So what now? Well, once she tried to scale down my torso to get to the end of the bed and go visit the 'Doh', I knew there was no chance in hell she'd be falling asleep in that room. So I decided to take her down to bounce on the yoga ball. This was a sure-fire method to get her to sleep, the golden ticket that always worked for us.

Down the stairs we went, into the great room. I sat on the ball, bouncing her as she hugged up to me. We created our own rhythm...a mommy and baby dance into dreamland. And she started to give in to sleep, and then....behind me on the recliner...I heard the soft snore that leads to a giant beastly rumble, coming from Piggy. Frantic, I looked around to see what was in arm's reach, and found a pair of Luca's jammies. I grabbed them with a toe, hoisted them to my hand, and flung them over my shoulder, hearing them land on top of Piggy. Just enough disruption to wake her without hurting her. The snoring stopped. Sweet silence. I looked at the clock. It was 2:07 a.m. And then I heard, from behind me, "Sllllllllurp...shlemp, shlemp, gnaw, gnaw, gnaw..."...the sweet sound of Piggy licking and chewing her paws. If you know Piggy, you know this paw licking can last for minutes and minutes on end, and it clearly would not do. Luca started to lift her head to look around, so I panicked once more, grabbed her empty sippy cup, and chucked it over my shoulder so that it would hit the back of the chair behind Piggy. I knew the noise would make Piggy stop. And it did. And it also made her streeeeeeeetch off the recliner, climb onto the floor, and come rambling over to sniff Luca's bare feet.

In an attempt to not freak out, I...well....freaked out. I jumped off the yoga ball, threw the sliding door open, looked at Pig, and said, sternly, "PIG. OUT." And out she went, and back on the ball we went, Luca now with wide eyes. Bounce. Bounce. Bounce. Shush and hum and sing. Bounce. Bounce. Bounce.

From the backyard: LOUD barking, running across the tiles of the patio, a stainless steel dog food bowl sent skittering across the patio, more barking.

I was 3 seconds from waking Darrick to take over when silence reigned finally. Bounce. Bounce. Bounce. Rock and bounce and hum and bounce. Head rolling gently with the rhythm. Legs softening and going limp. Hand letting loose the tendril of my hair it had been holding.

Trying to not even BREATHE too loud, I bounced to a standing position, kept the rocking motion going, and walked Luca back up into her crib. It was 2:15 a.m. I could have gone back to bed, but I know this game, and I knew better. I'd rather be disturbed from watching TV than from sleep, and I knew this was not the end of it for us tonight. I wandered out back, loved on Pig and apologized for being mean, and then went back inside where....crying. More crying. Harder and more frantic than before.

This time I didn't even fool myself. There was no low lighting and boucning and humming. No kicking out the dogs so there would be silence. Instead, I settled into the recliner with a little 'Tori and Dean', and let my monster roam the downstairs. I didn't know how long it would be. It was 2:27 now. Luca spent some time wandering the room, hugging Piggy, who was now on the couch, and coming up to curl onto my lap. Finally, she headed into the kitchen, where she found an empty box to play with. That was fine for about a minute, and then the crying started, loud and shrill, red face and real, hot, fat tears on her cheeks. Frustrated, I scooped her up, refilled her sippy with milk, told her, "This is it. Drink this milk and then it's to bed with you." In my head was this voice, saying, "Uh huuuh, sure. Nice try mommy. I give her 5 minutes before she's frantic once more."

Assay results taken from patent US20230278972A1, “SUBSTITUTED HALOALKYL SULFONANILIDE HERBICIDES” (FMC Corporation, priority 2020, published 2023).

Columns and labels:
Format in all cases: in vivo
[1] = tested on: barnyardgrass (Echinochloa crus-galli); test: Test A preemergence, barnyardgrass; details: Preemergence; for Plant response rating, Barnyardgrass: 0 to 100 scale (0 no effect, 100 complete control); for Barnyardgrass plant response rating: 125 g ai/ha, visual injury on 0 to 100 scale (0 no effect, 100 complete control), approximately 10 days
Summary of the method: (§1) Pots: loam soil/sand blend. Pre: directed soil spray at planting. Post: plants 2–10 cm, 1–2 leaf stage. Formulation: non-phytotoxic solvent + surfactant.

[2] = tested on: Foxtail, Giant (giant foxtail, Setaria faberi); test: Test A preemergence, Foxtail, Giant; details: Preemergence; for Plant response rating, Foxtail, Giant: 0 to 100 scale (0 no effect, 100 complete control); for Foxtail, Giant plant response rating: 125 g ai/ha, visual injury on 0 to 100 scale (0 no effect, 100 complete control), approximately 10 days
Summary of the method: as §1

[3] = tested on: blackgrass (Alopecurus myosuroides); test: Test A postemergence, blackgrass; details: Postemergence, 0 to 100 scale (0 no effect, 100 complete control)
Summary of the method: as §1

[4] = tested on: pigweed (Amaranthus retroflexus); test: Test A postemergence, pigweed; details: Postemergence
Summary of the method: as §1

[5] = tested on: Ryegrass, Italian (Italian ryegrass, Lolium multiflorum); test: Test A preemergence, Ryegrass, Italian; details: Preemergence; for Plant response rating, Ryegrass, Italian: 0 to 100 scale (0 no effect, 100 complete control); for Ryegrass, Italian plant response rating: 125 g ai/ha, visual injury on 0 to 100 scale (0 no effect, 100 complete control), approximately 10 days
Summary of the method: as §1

She drank the milk. I held her in my arms. We climbed the stairs, her mewing "uhn...uhn...." and me assuring her in a soft voice, "It's bedtime for babies. Babies need to go nigh-nigh. It's time for babies to sleep."

We went into her room. I rocked her one last time, kissed her sweet cheek, put her in her crib, told her I love her, and closed the door. And then...back downstairs to watch TV until she awoke again.

Silence. Tori and Dean talking about how he won't cheat on her with the scuba instructor, Kim. More silence. Piggy standing up, turning in a circle on the couch, and settling back in. More silence.

It was 3:20 when I finally allowed myself to believe it was over for the night and headed back up to bed. Sweet pillow. Insanely comfortable bed.

Thinking about something a mommy friend of mine once said, I told myself, "I can deal with these nights, because they won't always happen. It's only for a season, and this season belongs to her."


Tabitha said...

That's right! It's only for a season! I think taking that mindset makes a lot of things much much easier... and it's a totally different kind of love that mom's have to dole out for those kiddos. If it had been anyone else... a pet, a friend... even our husbands... we would have strangled them by 2am! But Baby reminds us each morning when they do wake from the worst night ever that they are just a little bit bigger... and one more night closer to being on their own... and won't we miss it when they don't need us to rock them to sleep!

Elizabeth said...

And WON'T we miss it when all we want the next day at noon is to see their sweet face but the day doesn't end til 4:30? You'll never regret these snuggles and Lu with always appreciate her mommy being there when she needs her most.

This was such a beautifully written post. You're a fantastic mommy, Kate!